As a racial symbol Arthur Ashe sometimes has trouble keeping a straight face. On the tennis court, only lack of concentration stands between him and greatness
From Sports Illustrated, August 29, 1966
Among the tennis trophies arrayed in the living room of the Ashe home in Richmond, Va. is a decree attestingquite officially, with one pompous "whereas" after anotherto the honors and attributes of Arthur Ashe Jr. and to the fame that he has brought to his native city. The house, marked for demolition now, is at the edge of Brookfield Park, a Negro playground where Arthur Ashe Sr. is guardian and caretaker. The park includes two major recreational facilities, though one of them, a pool, no longer holds any water. Richmond, in another, but less inspired, moment declared that it was better to empty all its pools than to permit the races to cool off together.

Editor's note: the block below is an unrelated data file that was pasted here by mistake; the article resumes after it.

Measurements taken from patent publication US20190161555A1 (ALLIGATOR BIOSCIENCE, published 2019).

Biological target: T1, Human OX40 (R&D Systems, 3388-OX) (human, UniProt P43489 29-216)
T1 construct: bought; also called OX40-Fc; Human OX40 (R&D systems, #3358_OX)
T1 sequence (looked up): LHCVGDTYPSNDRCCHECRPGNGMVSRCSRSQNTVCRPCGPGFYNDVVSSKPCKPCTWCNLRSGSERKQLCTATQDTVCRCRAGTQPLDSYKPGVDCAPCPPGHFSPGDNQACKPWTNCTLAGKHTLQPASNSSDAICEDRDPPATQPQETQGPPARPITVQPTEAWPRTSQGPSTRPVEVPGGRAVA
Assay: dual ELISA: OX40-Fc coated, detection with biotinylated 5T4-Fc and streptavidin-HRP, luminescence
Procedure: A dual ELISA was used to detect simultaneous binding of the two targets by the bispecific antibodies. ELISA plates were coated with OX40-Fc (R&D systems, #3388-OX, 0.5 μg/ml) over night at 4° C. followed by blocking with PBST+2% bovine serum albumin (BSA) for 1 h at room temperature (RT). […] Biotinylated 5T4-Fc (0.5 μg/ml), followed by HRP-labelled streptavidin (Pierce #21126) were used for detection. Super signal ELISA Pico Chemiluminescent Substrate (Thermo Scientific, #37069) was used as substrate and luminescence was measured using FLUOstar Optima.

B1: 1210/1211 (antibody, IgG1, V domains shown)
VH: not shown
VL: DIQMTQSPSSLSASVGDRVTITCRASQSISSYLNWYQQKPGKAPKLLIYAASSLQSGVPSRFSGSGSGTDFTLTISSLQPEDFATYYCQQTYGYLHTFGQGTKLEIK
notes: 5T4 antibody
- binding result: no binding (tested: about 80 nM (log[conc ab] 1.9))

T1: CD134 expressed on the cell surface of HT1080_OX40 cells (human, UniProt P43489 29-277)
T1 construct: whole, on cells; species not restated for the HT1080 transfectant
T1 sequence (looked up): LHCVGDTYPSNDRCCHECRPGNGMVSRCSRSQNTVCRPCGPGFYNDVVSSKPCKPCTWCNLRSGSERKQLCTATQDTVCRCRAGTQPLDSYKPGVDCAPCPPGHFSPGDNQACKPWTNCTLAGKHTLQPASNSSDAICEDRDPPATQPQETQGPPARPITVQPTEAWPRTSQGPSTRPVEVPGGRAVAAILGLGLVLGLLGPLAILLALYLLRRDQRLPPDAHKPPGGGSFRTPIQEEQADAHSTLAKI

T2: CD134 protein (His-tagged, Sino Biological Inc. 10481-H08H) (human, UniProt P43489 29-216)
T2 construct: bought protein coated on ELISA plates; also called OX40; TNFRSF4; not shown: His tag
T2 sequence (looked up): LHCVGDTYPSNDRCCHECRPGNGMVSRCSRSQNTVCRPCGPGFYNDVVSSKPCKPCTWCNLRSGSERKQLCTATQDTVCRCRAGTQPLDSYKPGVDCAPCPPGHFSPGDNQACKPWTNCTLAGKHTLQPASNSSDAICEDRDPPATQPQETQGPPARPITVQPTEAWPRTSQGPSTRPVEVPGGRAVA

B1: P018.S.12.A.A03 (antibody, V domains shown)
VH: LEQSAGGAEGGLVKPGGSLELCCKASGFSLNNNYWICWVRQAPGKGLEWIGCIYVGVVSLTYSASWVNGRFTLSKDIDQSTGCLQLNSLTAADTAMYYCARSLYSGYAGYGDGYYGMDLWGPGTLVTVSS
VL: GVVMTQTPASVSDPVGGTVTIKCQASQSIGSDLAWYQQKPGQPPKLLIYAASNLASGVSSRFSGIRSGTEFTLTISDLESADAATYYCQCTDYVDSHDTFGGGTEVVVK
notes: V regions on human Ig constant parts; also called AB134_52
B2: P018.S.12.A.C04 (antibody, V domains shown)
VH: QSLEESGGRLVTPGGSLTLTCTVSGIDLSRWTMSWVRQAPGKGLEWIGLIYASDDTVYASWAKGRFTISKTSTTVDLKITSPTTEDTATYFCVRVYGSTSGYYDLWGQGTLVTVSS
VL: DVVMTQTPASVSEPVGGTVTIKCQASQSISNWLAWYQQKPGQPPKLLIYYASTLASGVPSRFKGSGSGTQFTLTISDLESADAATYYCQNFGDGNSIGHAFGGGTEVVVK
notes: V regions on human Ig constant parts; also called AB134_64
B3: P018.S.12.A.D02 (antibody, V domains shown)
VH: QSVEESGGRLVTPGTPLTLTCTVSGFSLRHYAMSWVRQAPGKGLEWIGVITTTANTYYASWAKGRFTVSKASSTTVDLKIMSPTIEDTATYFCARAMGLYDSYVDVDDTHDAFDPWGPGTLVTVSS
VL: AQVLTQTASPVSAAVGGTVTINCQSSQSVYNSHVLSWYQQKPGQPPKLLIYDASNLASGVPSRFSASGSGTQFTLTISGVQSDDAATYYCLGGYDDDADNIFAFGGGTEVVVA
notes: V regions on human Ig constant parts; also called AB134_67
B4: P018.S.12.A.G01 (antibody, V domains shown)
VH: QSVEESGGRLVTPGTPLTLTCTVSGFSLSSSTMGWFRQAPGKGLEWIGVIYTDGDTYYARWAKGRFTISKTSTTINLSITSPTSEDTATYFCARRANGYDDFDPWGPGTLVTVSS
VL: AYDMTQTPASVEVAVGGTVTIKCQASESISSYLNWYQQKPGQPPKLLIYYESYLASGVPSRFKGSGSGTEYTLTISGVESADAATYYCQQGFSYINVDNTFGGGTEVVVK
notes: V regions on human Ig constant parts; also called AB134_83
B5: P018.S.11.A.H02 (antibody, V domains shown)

About midway between the wasted pool and the warm words on the living room wall is the tennis court where the young man who may someday be the best player in the world started to learn the game. Somehow he also learned to endure the capriciousness of a time that so arbitrarily gives and takes from his race. He is the only Negro player in a white tennis world. He is very easy to spot. But he sometimes has difficulty finding himself, for he must also serve as an image, that of the American Dream, minority division. Further, because of his unique status, he is invariably pestered by fawning Negroes whom he does not know and by patronizing whites keen to display their latent brotherhood now that they have a colored boy right here at the club.
It is a difficult role for a 23-year-old, but Ashe bears it all with ease. "His head is not big enough," says Dr. Walter Johnson, an old coach and friend. "He tries to be too accommodating and popular with everyone." Nevertheless, were Ashe not possessed of mature balance and a discerning appreciation of the ironies about him, it is not likely that he ever would have become the 100th player in the nation, much less the best or second best. It is often that whiteswhether out of condescension or sinceritysay of him: "There would be no race trouble if all Negroes were like Arthur Ashe." But the complete response is: there would be no race trouble if all people were like Arthur Ashe.